Construction began in November on the Pétange-Luxembourg line to eventually convert it to a double-lane track. This will lighten the load of the line, which is nowadays running frighteningly close to 100% capacity and allows CFL to run a greater number of trains to the south of the country on an optimised schedule, thus bringing us again one step closer to a well organised public transportation system.

Another huge project waiting in the starting blocks is a rail connection of Kirchberg, the European and banking centre of Luxembourg City to the central station. This multi-million Euro project will hopefully eliminate the need to pass by bus or by car through the city centre in order to access Kirchberg. The planning foresees construction beginning in 2006 and inauguration of the connection by the end of 2009.

Along with the development of our network and rebuilding of our fleet, we are also modernising our on-site repair and maintenance facilities to be able to cope with the new material. Construction of our new workshop began in November. By the end of 2009 we will be able to express-service most of the European traction engines, even high speed trains such as the TGV. This last element also allows for a perfect transition to another investment CFL are pursuing, namely installing together with SNCF a four-times-a-day TGV service between Luxembourg and Paris. CFL are in the finishing phase of the studies and we are confident to close the project by mid-2007. By this time we will have our tracks and train stations modified according to TGV standards.

These projects, being mostly infrastructure and thus government funded and supported, are putting CFL in a good position in the greater regions’ public transport area. Almost every corner of Luxembourg and its surroundings will be accessible by train, if not directly, then at least connected through a short bus ride to the nearest station. Rising fossil fuel prices and very affordable public transport tickets will do the rest and bring even more people into modern, reliable and comfortable trains.

Another aspect of infrastructure is to upgrade our rail security system sometime in the near future to the new European ETCS. A first functional test track is operational between Ettelbruck and Mersch, a part of the North-line. A few CFL engines are already equipped with ETCS, the rest will follow. In the first phase, CFL will only use the security aspect of ETCS Level 1; signals will still be the only source of traffic information for the driver.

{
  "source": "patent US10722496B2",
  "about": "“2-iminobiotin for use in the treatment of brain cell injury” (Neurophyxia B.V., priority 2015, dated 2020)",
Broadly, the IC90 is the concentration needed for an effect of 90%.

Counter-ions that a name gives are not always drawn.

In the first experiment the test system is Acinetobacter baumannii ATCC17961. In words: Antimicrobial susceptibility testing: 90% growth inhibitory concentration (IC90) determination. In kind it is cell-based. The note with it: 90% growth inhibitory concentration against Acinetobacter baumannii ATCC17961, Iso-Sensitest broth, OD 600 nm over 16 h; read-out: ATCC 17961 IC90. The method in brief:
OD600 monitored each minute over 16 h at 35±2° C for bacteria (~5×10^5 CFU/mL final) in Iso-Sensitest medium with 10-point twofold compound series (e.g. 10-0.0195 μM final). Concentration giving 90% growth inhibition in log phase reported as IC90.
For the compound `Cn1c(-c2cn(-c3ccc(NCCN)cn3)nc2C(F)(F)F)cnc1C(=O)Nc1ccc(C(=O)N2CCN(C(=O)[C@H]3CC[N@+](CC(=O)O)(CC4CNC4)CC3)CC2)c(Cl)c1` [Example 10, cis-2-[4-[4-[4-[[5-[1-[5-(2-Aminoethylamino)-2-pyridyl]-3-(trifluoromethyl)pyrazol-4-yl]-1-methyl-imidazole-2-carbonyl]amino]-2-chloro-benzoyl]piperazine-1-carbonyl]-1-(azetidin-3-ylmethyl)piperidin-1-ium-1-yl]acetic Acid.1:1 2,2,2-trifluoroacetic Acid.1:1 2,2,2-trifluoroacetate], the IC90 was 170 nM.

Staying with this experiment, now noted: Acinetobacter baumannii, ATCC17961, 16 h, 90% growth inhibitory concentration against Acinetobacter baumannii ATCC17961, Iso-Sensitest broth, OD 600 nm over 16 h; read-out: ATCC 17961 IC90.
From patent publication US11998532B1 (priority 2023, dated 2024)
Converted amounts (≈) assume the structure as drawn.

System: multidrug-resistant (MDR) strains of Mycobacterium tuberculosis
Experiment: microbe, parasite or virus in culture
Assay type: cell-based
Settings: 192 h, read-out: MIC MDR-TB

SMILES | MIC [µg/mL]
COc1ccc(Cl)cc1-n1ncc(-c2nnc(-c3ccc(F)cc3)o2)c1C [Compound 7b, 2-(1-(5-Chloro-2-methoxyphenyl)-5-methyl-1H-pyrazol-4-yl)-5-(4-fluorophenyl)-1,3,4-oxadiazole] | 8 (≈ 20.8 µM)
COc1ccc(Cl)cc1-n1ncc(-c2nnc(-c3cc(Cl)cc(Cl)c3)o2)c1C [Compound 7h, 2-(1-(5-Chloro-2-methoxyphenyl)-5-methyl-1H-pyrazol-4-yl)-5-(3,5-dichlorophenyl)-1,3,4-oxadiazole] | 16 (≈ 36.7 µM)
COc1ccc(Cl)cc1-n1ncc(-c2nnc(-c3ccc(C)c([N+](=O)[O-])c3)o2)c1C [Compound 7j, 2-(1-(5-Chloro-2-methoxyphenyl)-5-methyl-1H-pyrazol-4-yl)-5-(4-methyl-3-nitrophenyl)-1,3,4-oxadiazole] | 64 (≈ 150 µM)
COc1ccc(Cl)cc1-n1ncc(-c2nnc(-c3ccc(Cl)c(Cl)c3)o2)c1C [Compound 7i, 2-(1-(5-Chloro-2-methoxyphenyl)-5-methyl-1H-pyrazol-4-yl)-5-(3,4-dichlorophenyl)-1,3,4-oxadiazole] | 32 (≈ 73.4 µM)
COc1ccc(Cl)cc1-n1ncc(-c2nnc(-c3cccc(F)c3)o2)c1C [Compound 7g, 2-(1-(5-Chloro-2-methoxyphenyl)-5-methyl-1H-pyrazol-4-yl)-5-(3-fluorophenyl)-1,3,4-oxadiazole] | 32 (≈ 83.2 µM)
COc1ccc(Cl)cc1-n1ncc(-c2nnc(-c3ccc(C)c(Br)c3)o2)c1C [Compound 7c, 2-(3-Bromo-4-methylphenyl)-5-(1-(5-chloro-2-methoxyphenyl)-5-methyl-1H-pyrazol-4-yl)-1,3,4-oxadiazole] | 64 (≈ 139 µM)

CFL is not only active in passenger transportation business – our freight department (while not being a global player) also profits from liberalisation. Unfortunately, unfair competition from road-based freight companies puts railway freight transportation throughout Europe through a tough test. Even while the situation will not change radically without the support of a powerful lobby, CFL are doing their best to stay competitive. To this effect, we have been restructuring our internal freight organisation and are looking confidently ahead, as first results are promising.

Our geographical situation in the heart of Europe and on the main axis between Antwerp and northern Italy gives us an obvious strategic advantage for freight transport, a chance we will not easily let go by. In our case, freight liberalisation is a welcome development and first experiences, which were made in Germany, were better than expected.

Of course CFL are not big enough to take a leading role in either freight or passenger transport throughout Europe, but are definitely confident and ambitious enough to take on the challenge of being an all-round and highly competitive operator in the greater Luxembourg region and a reliable partner beyond. Investments into a bright future are being made – a strategy, which I am sure, will pay off.